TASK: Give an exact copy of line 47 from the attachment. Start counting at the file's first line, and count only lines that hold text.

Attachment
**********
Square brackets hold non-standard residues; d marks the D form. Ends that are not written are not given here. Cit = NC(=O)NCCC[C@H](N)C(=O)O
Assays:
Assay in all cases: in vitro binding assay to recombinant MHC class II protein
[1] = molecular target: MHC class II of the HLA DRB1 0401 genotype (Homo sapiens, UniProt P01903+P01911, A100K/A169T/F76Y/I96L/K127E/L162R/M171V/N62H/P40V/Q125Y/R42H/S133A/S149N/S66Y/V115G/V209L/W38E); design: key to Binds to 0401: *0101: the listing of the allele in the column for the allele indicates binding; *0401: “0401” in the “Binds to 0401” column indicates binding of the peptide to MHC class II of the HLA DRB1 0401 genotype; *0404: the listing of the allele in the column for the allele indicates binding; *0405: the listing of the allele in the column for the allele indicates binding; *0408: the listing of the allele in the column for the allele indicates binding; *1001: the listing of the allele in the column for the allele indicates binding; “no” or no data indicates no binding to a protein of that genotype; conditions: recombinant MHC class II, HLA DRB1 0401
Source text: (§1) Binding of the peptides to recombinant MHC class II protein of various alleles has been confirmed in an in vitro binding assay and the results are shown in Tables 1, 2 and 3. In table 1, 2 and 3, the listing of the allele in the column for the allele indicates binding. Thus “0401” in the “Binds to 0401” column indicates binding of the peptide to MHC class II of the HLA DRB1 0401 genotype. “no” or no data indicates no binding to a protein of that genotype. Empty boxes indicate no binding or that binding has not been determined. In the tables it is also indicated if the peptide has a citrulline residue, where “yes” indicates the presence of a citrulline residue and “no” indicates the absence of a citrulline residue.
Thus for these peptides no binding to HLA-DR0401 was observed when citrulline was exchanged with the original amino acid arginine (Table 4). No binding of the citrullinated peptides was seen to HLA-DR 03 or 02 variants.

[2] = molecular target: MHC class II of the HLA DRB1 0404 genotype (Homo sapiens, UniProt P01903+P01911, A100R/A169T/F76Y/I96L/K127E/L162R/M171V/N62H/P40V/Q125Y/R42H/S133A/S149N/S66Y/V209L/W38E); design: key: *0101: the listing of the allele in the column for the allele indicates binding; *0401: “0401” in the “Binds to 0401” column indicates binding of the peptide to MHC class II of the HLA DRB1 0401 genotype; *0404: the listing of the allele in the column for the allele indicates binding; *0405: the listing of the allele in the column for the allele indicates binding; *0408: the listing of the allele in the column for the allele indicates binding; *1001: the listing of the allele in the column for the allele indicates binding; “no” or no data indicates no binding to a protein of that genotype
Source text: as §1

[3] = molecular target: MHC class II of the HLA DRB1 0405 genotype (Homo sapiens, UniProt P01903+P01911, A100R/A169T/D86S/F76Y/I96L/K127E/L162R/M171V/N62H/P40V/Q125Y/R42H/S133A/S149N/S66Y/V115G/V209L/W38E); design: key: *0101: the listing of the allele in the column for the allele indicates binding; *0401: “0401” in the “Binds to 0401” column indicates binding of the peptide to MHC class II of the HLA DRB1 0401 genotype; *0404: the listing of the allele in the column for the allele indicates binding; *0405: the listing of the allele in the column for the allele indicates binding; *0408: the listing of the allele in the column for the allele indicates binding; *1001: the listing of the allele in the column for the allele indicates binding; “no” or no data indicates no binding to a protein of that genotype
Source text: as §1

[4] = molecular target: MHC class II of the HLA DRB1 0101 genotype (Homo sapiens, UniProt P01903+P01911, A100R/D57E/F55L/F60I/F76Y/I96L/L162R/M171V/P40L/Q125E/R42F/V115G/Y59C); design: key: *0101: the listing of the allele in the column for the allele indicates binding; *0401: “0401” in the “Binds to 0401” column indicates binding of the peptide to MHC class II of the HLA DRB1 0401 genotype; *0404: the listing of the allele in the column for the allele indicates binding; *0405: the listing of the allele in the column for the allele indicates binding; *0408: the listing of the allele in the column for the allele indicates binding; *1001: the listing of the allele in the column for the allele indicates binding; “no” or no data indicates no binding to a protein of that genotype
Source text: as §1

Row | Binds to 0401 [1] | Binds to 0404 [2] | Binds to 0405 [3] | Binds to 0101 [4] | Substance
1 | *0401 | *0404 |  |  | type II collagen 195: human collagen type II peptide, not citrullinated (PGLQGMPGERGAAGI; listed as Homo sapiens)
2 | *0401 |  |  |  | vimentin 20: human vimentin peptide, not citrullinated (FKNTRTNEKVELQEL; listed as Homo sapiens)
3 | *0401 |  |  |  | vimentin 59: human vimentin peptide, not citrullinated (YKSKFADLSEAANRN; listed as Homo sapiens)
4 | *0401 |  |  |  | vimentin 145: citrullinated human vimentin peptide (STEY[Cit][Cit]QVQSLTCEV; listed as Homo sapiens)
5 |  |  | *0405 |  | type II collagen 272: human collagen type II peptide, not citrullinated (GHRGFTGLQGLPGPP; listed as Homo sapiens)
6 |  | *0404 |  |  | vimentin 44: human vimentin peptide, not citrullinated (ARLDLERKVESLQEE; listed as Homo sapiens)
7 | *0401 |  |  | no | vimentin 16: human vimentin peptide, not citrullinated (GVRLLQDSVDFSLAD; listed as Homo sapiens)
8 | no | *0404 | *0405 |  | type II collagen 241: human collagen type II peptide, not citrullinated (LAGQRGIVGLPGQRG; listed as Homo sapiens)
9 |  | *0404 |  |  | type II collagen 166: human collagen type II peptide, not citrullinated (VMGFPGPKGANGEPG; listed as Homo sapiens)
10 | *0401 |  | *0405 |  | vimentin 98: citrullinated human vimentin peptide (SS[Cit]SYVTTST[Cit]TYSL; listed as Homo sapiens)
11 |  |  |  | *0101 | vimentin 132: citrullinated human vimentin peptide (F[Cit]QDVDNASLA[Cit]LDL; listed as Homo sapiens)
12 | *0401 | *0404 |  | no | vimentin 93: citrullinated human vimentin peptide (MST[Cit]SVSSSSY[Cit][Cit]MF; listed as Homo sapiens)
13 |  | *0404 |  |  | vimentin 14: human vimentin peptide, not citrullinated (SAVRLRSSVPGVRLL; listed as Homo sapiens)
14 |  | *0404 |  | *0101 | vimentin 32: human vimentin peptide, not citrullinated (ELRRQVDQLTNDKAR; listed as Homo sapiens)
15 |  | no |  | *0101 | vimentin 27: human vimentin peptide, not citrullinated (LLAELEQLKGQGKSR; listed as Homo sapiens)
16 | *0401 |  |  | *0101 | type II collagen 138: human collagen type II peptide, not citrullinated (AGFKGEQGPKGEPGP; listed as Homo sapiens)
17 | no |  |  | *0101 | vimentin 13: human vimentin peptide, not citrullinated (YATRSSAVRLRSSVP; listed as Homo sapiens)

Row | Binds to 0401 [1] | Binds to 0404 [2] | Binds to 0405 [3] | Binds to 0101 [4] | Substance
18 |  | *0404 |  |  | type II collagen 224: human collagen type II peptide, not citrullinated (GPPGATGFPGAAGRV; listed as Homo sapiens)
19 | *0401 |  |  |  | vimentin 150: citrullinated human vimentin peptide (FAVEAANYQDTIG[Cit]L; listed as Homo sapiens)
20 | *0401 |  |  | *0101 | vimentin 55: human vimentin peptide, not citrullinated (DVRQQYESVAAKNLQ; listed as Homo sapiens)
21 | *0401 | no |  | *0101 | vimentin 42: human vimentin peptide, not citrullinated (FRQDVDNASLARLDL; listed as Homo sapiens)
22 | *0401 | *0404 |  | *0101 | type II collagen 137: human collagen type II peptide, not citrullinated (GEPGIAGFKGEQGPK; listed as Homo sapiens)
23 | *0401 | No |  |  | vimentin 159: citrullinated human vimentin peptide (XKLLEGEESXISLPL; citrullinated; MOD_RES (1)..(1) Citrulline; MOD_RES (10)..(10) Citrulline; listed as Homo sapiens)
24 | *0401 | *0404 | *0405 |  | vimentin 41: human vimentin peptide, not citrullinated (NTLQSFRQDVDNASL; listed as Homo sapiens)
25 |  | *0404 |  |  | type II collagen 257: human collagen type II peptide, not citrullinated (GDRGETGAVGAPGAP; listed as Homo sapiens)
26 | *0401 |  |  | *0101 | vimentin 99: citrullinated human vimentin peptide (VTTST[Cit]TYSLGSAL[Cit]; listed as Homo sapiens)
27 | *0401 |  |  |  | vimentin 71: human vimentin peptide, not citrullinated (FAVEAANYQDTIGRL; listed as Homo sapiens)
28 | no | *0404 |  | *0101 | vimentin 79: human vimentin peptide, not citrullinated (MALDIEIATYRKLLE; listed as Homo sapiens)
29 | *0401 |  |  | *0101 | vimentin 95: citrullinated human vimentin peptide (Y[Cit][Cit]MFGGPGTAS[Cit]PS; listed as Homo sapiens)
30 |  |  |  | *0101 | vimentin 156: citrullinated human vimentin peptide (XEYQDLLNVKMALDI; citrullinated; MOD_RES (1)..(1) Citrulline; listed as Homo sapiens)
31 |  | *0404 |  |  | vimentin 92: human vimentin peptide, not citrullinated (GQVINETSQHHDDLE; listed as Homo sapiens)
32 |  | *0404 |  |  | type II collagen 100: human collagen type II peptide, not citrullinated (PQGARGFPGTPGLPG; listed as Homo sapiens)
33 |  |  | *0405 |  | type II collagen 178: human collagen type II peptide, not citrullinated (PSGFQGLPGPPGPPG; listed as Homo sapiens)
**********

33 |  |  | *0405 |  | type II collagen 178: human collagen type II peptide, not citrullinated (PSGFQGLPGPPGPPG; listed as Homo sapiens)